September 5, 2011

Tuesday after the Eleventh Sunday after Trinity

Lectionary

Morning - Ps.73, 2 Sam. 1:1-16, Lk. 22:1-13
Evening - Ps.78, Nahum 2, Rom. 8:28

Commentary
Romans 8:28-39

Reading this passage in Romans requires us to look back at Rom. 8:18: "For I reckon that the sufferings of this present time are not worthy to be compared with the glory which shall be revealed in us." Everything in tonight's reading is written to support and prove the point stated in this verse.

It is to prove verse 18 that Paul makes the great statement in 8:28, "all things work together for good to them that love God." There are several reasons why all things work together for our good. First, they develop Godliness in us. The course of life shapes us into the people God wants us to be. As James puts it, "the trying of your faith worketh patience" (Jas. 1:3), and as Paul states it in Romans 5:3&4, "tribulation worketh patience; and patience, experience; and experience, hope." Second, the trials and disappointments of life teach us to look for our greatest treasures in Heaven rather than earth. In Heaven, moths and rust do not corrupt our goods, and thieves cannot steal them away (Mt. 6:20). But the greatest good that can come from our experiences on earth is the realisation that God is greater than all our problems, and even greater than all our worldly pleasures. They "are not worthy to be compared with the glory which shall be revealed in us." It is as we realise this more and more that we fix our hope and peace on God. In this way, all things work together for our good.

In support of the premise in 8:18, Paul offers the statements in verses 29 and 30. Many stumble over the word "predestination," but we need not allow it to cause us grief. It is, after all, a Biblical word. Some people see this word and make it the sum and total of their understanding of the Bible. Others ignore it altogether. Neither is correct. Obviously the God of all creation is moving the created order toward His pre-determined goal. That goal, equally obviously, includes people. Rather than letting this cause us heartburn, let it do as Paul meant it to do, assure us that our lives and souls are in the hand of God, who is preparing us to dwell with Him in Heaven forever. Compared to this, the problems and troubles of earth seem very small and trivial.

Romans 8:29 and 30 are simply more support for the conclusion of 8:18, and lead us to the question in 18:31,"if God be for us, who can be against us?" He gave His Son for us, will a few problems on earth prevent Him from giving us all the things He intends to give? (8:32) He has justified us, can any charges against us stand up in His court? (8:33). Christ died and rose again for us, is anything able to separate us from that kind of Divine love? (8:34). The answer is a resounding, "NO!" None of the sufferings of this present time are able to separate us from His love, or take from us our place in His Kingdom of grace.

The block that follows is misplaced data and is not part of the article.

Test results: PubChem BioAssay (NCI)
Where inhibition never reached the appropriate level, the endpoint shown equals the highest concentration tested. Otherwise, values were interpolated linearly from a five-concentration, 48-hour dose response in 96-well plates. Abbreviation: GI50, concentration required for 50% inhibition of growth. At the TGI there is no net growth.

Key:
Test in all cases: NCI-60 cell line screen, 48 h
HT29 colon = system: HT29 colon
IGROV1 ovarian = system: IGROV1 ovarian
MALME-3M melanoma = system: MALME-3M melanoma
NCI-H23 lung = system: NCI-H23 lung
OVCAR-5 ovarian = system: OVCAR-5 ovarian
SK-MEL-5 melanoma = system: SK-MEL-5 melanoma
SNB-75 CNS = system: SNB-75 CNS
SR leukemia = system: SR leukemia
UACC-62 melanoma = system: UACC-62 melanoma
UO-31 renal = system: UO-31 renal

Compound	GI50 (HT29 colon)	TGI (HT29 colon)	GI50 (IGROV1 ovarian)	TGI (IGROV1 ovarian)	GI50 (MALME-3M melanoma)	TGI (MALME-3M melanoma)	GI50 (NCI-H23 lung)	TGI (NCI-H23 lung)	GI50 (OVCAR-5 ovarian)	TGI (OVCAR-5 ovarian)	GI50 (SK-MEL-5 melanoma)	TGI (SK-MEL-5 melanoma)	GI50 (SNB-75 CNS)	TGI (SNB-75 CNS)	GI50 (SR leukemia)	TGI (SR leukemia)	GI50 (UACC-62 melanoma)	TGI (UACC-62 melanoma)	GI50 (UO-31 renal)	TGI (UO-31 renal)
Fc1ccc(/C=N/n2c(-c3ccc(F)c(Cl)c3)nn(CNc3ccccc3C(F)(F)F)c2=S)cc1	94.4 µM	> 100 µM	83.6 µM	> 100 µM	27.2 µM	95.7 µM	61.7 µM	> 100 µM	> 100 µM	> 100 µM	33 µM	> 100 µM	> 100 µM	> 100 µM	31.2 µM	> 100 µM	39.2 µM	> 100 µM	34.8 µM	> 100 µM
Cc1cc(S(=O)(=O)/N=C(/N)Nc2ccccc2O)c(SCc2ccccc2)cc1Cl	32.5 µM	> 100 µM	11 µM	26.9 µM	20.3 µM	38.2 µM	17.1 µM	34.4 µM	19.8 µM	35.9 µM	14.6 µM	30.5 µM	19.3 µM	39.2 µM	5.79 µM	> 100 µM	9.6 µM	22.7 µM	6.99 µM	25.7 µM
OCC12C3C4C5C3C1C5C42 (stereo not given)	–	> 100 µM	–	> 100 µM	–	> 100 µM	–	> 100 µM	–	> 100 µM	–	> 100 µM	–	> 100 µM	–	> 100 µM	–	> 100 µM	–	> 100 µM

Verses 35-39 offer a frightening array of the "sufferings of this present time." None of them can prevent God from completing the work He has begun in us. None of them can prevent those, whom He has justified and is sanctifying, from being brought into the full and final sense of the salvation Christ died to purchase for us. In all of these things we are more than conquerors, for Christ will infallibly bring us to the promised joy of Heaven forever.

September 4, 2011

Monday after the Eleventh Sunday after Trinity

Lectionary

Morning - Ps. 71, 1 Sam. 31, Lk. 21:20
Evening - Ps. 77, Nahum 1:3-8, 15, Rom. 8:18-27

Commentary
Romans 8:18-27

We have been reading about justification and sanctification. These have been the theme of Romans to this point. Justification is simply God's regarding us as righteous on the basis of the atoning sacrifice of Christ. It has been a major point of Romans to show that God does not regard us righteous on the basis of our attempts to live up to the moral/ethical standards of Biblical law. Our attempts to live up to these standards have been miserable failures. As we measure ourselves by the Biblical law we see that we have not earned God's favour by keeping His law; we have earned His displeasure by breaking His law. But God has taken all His displeasure at our sin upon Himself in Christ, and He counts us as righteous, as just, if we believe in Christ and trust His sacrificial death to make us right with God. That is justification by grace through faith, often called, simply, justification by faith. In less theological terms, Christ took our sins upon Himself and suffered for them on the cross. He offers forgiveness of sins to all who will receive it from Him as His gift to us. Thus, forgiveness is justification, and the act of receiving it from Christ is faith.

Justification is not the end of the Christian journey, it is the beginning. Having been justified, we enter into a life-long pattern of growing more Godly in our thoughts and actions. We begin a life style of growing in holiness. In Bible talk, we begin the process of sanctification. This is also accomplished by God for us. It is the result of His Word and Spirit working in us through the means of grace, restructuring our values, desires, ideas, and every other aspect of our being.